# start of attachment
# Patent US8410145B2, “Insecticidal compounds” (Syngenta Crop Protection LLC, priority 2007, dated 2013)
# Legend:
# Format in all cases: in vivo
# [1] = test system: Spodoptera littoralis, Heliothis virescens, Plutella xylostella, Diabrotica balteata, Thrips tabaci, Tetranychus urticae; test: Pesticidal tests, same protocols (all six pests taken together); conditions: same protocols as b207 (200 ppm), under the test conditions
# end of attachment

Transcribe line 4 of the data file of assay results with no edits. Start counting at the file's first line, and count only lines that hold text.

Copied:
# [1] = test system: Spodoptera littoralis, Heliothis virescens, Plutella xylostella, Diabrotica balteata, Thrips tabaci, Tetranychus urticae; test: Pesticidal tests, same protocols (all six pests taken together); conditions: same protocols as b207 (200 ppm), under the test conditions